Translation of rubella in Spanish:


rubeola, n.

Pronunciation /ruˈbɛlə//rʊˈbɛlə/


  • 1

    rubeola feminine
    rubéola feminine
    • I have had to import single vaccines for mumps, measles, and rubella for these families from Europe and Japan.
    • Almost all children need to be inoculated to prevent measles, mumps and rubella regaining a grip.
    • Measles, mumps, and rubella are infections that can lead to significant illness.
    • Other viral illnesses such as mumps and rubella may also trigger Bell's palsy.
    • The government determines the risk management strategy to deal with the diseases mumps, measles, and rubella.
    • With many infections, such as rubella and toxoplasmosis, the risk is greatest in the first trimester.
    • If you're exposed to rubella when you're pregnant, you can have blood tests to be sure you're immune.
    • Animal research has led to vaccines for rabies, smallpox, rubella, measles and anthrax.
    • The serum was also used in vaccines against measles, mumps, rubella, diphtheria and whooping cough until as late as 1993.
    • Any pregnant woman who has been exposed to rubella should contact her obstetrician immediately.
    • Doctors insist the jab is safe and that a failure to give children the immunisation could lead to an outbreak of mumps, measles and rubella.
    • If women catch rubella during pregnancy, especially in the first three months, this can cause malformations in the developing baby.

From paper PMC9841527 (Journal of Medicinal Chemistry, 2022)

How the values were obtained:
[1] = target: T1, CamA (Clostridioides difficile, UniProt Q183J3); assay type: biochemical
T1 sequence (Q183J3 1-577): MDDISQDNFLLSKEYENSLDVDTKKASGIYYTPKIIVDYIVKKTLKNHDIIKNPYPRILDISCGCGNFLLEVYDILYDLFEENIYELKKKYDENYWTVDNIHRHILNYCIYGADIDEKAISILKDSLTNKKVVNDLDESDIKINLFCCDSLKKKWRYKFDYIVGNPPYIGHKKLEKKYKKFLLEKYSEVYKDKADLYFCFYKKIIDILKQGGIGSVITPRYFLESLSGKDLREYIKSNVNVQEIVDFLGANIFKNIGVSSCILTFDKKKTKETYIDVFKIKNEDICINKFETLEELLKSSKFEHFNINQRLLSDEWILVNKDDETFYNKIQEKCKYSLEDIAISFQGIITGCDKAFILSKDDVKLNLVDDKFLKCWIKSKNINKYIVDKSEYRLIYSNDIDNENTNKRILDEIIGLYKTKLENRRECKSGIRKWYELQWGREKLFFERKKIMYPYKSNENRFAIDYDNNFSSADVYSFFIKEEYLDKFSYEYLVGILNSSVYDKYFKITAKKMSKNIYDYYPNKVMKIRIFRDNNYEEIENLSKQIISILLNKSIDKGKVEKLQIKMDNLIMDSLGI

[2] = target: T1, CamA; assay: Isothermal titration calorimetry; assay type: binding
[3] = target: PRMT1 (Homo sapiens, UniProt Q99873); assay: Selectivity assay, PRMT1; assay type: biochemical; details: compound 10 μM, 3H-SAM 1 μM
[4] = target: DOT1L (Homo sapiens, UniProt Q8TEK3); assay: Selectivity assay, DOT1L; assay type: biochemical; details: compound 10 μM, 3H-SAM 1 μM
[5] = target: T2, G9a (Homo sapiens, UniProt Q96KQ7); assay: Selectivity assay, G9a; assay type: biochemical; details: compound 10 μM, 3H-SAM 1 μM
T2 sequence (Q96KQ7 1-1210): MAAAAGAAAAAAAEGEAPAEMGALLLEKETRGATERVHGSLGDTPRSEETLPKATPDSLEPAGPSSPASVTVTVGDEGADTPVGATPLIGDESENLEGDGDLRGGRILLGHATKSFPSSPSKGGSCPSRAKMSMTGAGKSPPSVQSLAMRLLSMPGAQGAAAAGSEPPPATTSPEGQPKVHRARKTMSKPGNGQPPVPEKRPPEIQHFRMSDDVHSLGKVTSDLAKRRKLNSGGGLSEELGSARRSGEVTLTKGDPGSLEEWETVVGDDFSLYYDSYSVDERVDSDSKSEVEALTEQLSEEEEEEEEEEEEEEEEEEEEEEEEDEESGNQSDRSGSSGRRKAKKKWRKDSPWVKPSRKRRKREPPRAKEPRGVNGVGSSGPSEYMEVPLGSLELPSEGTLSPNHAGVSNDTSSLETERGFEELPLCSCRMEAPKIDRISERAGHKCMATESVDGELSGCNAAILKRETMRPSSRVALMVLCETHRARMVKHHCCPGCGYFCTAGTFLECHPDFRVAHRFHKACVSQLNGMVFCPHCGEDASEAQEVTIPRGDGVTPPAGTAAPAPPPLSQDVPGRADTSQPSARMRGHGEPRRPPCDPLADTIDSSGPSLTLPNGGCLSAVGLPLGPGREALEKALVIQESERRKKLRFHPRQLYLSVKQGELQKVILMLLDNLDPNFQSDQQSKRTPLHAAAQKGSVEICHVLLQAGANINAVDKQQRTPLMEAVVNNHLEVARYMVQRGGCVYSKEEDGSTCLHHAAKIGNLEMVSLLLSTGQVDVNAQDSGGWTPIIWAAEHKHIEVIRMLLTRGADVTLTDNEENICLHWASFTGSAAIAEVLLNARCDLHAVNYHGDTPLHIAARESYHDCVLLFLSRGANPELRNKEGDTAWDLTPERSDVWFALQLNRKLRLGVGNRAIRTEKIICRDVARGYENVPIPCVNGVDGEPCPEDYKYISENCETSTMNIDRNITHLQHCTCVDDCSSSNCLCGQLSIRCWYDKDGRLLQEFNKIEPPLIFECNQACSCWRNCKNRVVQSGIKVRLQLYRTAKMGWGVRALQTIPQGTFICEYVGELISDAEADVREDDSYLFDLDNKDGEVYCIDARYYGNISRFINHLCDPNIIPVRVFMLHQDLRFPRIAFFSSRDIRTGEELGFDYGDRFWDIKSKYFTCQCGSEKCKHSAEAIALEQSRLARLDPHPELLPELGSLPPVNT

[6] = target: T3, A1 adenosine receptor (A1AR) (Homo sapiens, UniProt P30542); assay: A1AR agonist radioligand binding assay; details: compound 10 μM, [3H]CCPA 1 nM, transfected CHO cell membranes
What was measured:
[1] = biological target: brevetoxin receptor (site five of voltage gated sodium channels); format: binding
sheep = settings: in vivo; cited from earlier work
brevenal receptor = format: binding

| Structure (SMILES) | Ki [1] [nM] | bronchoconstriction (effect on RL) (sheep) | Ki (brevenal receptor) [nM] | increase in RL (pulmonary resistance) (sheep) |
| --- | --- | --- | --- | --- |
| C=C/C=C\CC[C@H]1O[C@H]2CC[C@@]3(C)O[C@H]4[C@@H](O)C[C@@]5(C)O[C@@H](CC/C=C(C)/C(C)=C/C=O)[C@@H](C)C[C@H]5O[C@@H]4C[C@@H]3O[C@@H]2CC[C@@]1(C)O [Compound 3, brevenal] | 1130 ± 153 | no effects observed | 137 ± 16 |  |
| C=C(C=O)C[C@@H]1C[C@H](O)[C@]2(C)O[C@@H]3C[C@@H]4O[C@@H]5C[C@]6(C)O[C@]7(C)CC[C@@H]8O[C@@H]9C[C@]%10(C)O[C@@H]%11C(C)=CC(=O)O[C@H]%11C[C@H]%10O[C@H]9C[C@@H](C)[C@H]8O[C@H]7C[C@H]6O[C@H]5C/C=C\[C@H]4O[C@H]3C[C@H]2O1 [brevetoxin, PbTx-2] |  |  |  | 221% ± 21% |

• The symptoms of rubella appear two to three weeks after infection.
    • All pregnant women should be screened for rubella if testing was not performed before conception.
    • A woman should be tested prior to pregnancy for immunity to rubella, and vaccinated if she is not immune.
    • Immunity to rubella does not protect a person from measles, or vice versa.
    • Our data do not show a real increase in the incidence of congenital rubella.
    • Patients given vaccines against measles, mumps and rubella, polio, rabies and Japanese encephalitis are not affected.
    • When a mother has certain infections, such as rubella, during pregnancy, it can cause birth defects.
    • There is no proof of the safety and effectiveness of single jabs for measles, mumps and rubella, scientists said yesterday.